By contrast, trade secrets, as the name suggests, protect information that is “secret.” Trade secrets can provide protection for any information where the owner “has taken reasonable efforts to keep such information secret” and the information “derives independent economic value, actual or potential, from not being generally known” to other persons. See, e.g., 18 U.S.C. § 1839(3) (Federal Defend Trade Secrets Act, definition of “trade secret”); Cal. Civil Code § 3426.1(d) (California Uniform Trade Secrets Act, definition of “trade secret”). Both federal and state law provide protection for trade secrets. Historically, trade secret protection has been applied to a wide variety of subject matter, including compilations of public data, source code, schematics, diagrams, and customer lists—amongst many other pieces of information.
In many ways, trade secret law can be broader or more flexible than patent law. Unlike patents, trade secret protection can be obtained without any application or registration—it arises automatically if the trade secret owner takes appropriate steps to ensure the information is secret, so long as the information provides a competitive benefit. Trade secret protection can also theoretically last as long as the information is kept secret. And trade secret law “protects items which would not be proper subjects for consideration for patent protection under 35 U. S. C. § 101.” Kewanee Oil Co. v. Bicron Corp., 416 U.S. 470, 482-3 (1974). For example, a list of customers could be protected as a trade secret, but certainly not by a patent.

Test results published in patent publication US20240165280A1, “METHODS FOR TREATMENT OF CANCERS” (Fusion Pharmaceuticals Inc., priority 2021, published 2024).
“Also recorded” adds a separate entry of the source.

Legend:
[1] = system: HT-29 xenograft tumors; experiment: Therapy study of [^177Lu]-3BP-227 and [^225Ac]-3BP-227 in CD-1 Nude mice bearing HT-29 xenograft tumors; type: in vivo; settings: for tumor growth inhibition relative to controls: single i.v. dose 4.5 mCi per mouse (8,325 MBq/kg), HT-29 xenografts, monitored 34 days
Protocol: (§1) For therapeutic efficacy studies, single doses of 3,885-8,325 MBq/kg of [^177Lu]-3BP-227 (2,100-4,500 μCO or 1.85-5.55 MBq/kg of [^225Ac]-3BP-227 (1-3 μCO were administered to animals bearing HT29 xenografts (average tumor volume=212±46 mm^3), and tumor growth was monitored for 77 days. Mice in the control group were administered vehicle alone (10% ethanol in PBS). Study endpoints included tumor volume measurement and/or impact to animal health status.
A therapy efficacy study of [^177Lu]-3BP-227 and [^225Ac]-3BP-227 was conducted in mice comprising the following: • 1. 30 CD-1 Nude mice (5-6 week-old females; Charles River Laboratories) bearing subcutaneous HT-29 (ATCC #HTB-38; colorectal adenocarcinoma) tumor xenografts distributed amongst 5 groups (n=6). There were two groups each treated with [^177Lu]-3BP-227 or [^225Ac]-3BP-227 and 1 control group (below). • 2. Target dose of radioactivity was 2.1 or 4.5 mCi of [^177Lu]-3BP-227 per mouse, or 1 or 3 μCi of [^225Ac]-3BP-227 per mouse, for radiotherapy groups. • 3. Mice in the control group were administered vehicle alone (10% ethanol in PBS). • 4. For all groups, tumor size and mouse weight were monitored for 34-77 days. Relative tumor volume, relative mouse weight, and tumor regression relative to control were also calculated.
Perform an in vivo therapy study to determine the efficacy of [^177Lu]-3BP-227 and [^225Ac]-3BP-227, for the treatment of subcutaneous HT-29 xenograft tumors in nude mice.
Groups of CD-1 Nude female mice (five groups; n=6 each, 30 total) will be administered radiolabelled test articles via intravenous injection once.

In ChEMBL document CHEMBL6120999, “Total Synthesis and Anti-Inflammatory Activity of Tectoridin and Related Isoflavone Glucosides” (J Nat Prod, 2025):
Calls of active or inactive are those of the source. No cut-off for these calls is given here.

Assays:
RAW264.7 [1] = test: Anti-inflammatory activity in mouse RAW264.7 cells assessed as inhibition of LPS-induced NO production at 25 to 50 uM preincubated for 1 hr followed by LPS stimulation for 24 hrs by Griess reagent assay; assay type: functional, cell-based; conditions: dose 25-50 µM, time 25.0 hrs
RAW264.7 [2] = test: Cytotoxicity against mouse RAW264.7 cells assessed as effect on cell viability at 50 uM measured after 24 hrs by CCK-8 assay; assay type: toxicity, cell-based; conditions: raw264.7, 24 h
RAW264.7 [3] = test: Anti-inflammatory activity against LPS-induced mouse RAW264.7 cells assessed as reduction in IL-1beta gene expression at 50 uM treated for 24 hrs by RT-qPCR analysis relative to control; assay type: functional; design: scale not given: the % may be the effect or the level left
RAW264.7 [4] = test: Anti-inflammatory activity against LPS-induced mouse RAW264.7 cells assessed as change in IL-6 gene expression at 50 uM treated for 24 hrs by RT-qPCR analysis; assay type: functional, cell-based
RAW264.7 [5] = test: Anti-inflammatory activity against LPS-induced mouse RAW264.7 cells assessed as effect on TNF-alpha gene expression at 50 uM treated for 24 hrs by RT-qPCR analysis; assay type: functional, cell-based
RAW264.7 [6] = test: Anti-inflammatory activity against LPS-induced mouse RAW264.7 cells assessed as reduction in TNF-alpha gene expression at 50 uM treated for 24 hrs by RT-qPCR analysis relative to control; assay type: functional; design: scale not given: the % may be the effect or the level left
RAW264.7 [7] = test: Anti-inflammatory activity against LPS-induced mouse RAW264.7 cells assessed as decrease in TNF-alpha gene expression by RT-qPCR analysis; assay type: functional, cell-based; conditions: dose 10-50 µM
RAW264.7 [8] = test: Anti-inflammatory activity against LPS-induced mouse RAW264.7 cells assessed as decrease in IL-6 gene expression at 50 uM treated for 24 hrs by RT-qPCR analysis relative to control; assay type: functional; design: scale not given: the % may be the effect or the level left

In other ways though, trade secret protection is weaker than patent protection. Importantly, independent development is a defense to trade secret misappropriation but not for patent infringement. As explained by the Supreme Court in 1974:
Trade secret law provides far weaker protection in many respects than the patent law. While trade secret law does not forbid the discovery of the trade secret by fair and honest means, e. g., independent creation or reverse engineering, patent law operates “against the world,” forbidding any use of the invention for whatever purpose for a significant length of time. The holder of a trade secret also takes a substantial risk that the secret will be passed on to his competitors, by theft or by breach of a confidential relationship, in a manner not easily susceptible of discovery or proof. Where patent law acts as a barrier, trade secret law functions relatively as a sieve.
Kewanee, 416 U.S. at 489-490 (footnote and citation omitted).
This view is not universal. One can ask whether Coca-Cola, the holder of one of the most famous trade secrets—the formula for Coca-Cola—would agree with it. More to the point, times have changed since the Kewanee decision in the 1970’s. For certain types of innovations related to AI, the pendulum may be swinging away from patent protection and towards trade secret protection.
The Difficulties in Patenting AI – Alice and Abstract Ideas
Recent years have seen a rapid acceleration in the number of patent applications directed to inventions in the field of artificial intelligence. More than half of all AI-related patent applications have been published since 2013. See WIPO Technology Trends 2019, Artificial Intelligence, at 13 https://www.wipo.int/edocs/pubdocs/en/wipo_pub_1055.pdf. Within that time, applications related to machine learning have grown by an average of 28% each year, applications related to computer vision have grown by an average of 46% each year, and applications related to robotics and control methods have grown by an average of 55% each year.
Despite this surge in applications, however, there are potential pitfalls to seeking patent protection over AI-related inventions. In particular, to receive a patent, the patent must claim patent-eligible subject matter under 35 U.S.C. § 101. One category that is ineligible for patent protection is abstract ideas. Alice Corp. v. CLS Bank International, 573 U.S. 208 (2014). Over the last 15 years, the general trend in the case law has been to apply the prohibition on patenting abstract ideas more strictly to software-centric inventions.